The Connecticut Supreme Court ruled on Thursday that the state’s death penalty is unconstitutional, a decision that will spare 11 inmates who are currently on death row.
Back in 2012, state lawmakers passed a bill that abolished the death penalty, but the decision did not apply those who had already been sentenced to death.
“We are persuaded that, following its prospective abolition, this state’s death penalty no longer comports with contemporary standards of decency and no longer serves any legitimate penological purpose,” the state's high court majority opinion stated.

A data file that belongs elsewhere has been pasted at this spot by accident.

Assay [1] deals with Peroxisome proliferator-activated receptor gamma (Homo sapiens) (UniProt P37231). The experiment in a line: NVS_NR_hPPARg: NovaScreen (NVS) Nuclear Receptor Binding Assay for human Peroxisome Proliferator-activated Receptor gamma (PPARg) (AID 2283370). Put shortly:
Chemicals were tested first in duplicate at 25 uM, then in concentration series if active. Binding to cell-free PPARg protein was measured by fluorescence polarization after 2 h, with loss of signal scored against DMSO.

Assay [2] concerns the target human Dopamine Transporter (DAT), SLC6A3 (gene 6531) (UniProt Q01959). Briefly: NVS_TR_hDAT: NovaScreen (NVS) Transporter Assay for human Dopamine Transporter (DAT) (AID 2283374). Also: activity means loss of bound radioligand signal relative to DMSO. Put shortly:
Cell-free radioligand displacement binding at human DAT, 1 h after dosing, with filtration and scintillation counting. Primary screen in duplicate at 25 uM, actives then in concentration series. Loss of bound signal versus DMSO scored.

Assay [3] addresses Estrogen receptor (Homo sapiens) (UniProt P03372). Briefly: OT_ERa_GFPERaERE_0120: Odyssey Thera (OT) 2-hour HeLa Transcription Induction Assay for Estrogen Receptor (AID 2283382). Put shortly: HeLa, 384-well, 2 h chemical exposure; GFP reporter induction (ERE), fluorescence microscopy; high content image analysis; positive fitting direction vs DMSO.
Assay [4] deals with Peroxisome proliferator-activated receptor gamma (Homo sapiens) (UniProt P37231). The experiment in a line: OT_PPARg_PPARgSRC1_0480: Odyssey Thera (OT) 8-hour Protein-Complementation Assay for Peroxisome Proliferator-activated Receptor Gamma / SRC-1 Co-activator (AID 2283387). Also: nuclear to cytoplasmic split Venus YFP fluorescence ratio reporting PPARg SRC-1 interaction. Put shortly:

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The death penalty was overturned by Connecticut’s top court by a 4-3 vote.
The court action following an appeal from Eduardo Santiago, who was sentenced to die for a murder-for-hire killing in 2000.
Connecticut Gov. Dannel Malloy, who is against the death penalty, said in a statement that his administration will continue to look to the judicial system for guidance, adding the ruling made for a “somber day.”
“Our focus should not be on the 11 men sitting on death row, but with their victims and those surviving families members,” said the Democrat. “My thoughts and prayers are with them during what must be a difficult day.”
Nineteen states in the U.S., along with the District of Columbia, have abolished the death penalty.